Now, the Science Council in Japan are looking to double cigarette taxes, which i Think is a great thing. Since tobacco cannot be banned, why not make smokers pay until it gets too expensive to maintain that sort of lifestyle. Maybe tobacco companies will die off by themselves from bankruptcy. Wishful thinking, I know.

The Science Council of Japan has proposed tough new measures against smoking including doubling tobacco tax in a bid to protect the environment and people’s health, it has been learned.

The council submitted a suggestion to the Ministry of Health, Labor and Welfare on Tuesday to introduce tightened regulations in seven areas, including a major increase in tobacco tax. The council had been considering measures since June 2006.

Under tobacco regulation criteria produced by scientists in Europe, Japan was found to score only 25.5 points in its smoking countermeasures, placing the nation last when compared to 30 other countries in Europe. Ireland had the strongest measures against smoking, scoring 71 points.

The science council’s proposal to the ministry includes banning cigarette vending machines, setting numerical targets to reduce smoking rates, and doubling tobacco tax, which currently stands at 189 yen per packet. Under the suggestions, yearly consumption — now standing at about 27 billion cigarettes — would fall by one quarter and at least 2 million people would stop smoking, calculations showed. Tax proceeds would increase by about 1.2 trillion yen from the current 2.3 trillion yen under the measures.

Read the rest …..

Posted by The Expedited Writer in Etiquette, Misc, Social | 2 Comments »


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Titles to Address People

I am sure this will come in handy. If you just know the title -san, well, let me assure you that there is more with usage to address different types of people.

* san: (for example Sato-san)
This is the most neutral and famous title, and can be used in most situations. Only in formal situations, san may not be polite enough.

* sama: (for example Sato-sama)
This is a more polite form of san, commonly used in formal situations and letters, but too polite in a casual context.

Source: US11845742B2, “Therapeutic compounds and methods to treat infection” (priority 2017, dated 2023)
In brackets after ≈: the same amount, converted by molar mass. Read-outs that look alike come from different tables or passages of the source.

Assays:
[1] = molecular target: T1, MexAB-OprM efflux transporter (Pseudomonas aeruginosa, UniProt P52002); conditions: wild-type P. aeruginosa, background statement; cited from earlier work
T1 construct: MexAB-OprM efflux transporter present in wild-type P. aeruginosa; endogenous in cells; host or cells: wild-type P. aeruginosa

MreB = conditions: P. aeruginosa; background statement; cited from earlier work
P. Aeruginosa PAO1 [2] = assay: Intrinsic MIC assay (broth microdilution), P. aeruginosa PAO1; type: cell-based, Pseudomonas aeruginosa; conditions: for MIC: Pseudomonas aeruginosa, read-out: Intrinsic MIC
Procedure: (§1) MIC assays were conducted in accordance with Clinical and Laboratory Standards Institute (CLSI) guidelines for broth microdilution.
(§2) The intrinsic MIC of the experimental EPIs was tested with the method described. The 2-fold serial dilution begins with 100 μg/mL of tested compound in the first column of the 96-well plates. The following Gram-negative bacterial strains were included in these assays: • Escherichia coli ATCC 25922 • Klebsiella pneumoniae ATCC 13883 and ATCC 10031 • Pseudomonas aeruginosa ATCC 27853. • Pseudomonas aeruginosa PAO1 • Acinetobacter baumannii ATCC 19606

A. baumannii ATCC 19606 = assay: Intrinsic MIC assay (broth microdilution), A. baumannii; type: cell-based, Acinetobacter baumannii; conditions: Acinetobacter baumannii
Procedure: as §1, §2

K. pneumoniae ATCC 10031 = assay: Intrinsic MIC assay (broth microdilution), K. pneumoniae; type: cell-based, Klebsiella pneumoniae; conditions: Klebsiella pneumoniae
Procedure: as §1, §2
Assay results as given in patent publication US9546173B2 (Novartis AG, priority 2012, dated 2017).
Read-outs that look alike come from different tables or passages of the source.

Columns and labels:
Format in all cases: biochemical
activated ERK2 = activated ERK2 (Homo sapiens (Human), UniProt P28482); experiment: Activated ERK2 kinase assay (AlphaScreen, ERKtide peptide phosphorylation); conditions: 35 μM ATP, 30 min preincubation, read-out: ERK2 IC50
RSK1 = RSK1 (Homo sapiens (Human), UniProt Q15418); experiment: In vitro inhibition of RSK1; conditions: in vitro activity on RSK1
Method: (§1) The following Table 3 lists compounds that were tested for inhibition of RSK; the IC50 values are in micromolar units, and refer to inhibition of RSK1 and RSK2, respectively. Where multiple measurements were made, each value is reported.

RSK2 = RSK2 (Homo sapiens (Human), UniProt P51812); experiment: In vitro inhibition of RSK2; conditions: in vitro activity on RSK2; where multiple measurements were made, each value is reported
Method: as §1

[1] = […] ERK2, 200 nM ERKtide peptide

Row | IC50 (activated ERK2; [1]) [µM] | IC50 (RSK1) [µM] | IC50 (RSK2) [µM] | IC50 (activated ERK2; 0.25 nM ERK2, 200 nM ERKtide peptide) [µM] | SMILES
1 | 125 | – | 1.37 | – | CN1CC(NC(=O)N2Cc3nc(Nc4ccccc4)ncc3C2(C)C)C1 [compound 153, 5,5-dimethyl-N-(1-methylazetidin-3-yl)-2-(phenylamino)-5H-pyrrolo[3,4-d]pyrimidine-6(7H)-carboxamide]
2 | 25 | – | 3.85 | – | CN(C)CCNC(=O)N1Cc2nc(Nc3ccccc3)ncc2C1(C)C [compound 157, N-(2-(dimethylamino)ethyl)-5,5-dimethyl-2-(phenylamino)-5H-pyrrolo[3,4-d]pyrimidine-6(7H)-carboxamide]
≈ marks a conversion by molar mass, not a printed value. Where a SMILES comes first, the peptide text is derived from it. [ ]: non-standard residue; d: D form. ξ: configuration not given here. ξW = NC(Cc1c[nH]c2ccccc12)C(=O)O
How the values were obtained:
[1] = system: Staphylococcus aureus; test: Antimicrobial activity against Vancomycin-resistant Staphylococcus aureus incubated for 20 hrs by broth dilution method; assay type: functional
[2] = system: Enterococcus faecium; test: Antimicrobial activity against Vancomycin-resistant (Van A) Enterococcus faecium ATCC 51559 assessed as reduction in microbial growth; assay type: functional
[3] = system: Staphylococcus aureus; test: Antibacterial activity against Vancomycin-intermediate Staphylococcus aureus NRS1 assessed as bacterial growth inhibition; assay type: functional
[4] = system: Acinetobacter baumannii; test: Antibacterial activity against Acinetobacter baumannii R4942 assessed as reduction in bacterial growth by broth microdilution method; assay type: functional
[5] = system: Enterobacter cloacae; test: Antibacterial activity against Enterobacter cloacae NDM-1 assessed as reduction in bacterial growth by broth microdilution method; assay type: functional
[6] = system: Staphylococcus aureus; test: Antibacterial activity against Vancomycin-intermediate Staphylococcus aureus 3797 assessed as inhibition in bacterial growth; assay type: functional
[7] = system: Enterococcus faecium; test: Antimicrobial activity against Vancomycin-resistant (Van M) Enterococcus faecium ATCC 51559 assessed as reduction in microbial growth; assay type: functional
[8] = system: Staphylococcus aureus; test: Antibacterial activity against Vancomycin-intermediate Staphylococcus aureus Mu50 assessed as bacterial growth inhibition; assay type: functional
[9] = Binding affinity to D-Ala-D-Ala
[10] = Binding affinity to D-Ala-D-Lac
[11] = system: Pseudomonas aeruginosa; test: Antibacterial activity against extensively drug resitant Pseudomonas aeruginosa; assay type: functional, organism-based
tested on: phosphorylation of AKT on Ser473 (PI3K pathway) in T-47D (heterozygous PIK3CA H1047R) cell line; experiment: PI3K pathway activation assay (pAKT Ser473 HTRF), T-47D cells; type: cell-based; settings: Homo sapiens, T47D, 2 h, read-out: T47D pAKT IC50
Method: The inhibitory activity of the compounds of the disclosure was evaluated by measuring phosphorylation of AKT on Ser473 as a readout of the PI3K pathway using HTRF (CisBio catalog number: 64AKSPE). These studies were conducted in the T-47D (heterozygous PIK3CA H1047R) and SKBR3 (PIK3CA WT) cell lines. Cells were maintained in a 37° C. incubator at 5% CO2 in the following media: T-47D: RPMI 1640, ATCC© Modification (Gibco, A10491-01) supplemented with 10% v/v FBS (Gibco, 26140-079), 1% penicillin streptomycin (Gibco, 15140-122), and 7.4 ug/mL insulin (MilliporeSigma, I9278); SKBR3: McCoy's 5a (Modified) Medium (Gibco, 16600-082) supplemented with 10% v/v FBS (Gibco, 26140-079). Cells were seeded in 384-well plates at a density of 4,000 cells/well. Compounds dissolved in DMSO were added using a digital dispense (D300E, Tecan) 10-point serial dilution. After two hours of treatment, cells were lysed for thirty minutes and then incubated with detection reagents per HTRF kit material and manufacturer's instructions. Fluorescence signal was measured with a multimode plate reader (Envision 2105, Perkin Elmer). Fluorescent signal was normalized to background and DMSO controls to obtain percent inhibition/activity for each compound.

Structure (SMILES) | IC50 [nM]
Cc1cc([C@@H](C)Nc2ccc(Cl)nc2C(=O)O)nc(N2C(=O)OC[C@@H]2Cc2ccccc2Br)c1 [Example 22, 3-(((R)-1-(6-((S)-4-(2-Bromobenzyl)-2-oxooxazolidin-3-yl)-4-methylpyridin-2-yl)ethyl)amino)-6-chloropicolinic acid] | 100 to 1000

* kun: (for example Yusuke-kun)
This is an informal title used for boys and men that are younger than yourself.

* chan: (for example Megumi-chan)
This is an informal title used for young children and very close friends or family members.

* sensei: (for example Sato-sensei)
This is a title used for teachers, doctors and other people with a higher education and from whom you receive a service or instructions.

If you call your sushi teacher, -san, it may not be quite appropriate. A sensei or -sama would be better suited. Bet you didn’t know that ;)

Posted by The Expedited Writer in Etiquette, Misc, Social | 1 Comment »


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No Need For “Excuse Me”

One aspect of train culture that visitors will either get used to very quickly or never get over (just ask some of my friends who visit) is the fact that people often bypass the etiquette of saying “excuse me” when squishing past people getting on or off a train. This would come across as rude to a lot of visitors, but at the same time it’s reasonable to figure that if you were to say “excuse me” to every single person just to get off, let’s say, the Chuo line at Shinjuku station during rush hour, (focus on the people crammed inside the train) you would never reach the doors in time before they closed. This isn’t to say that people never say “excuse me” at all, but there’s no reason to really consider it as being “rude” when they don’t.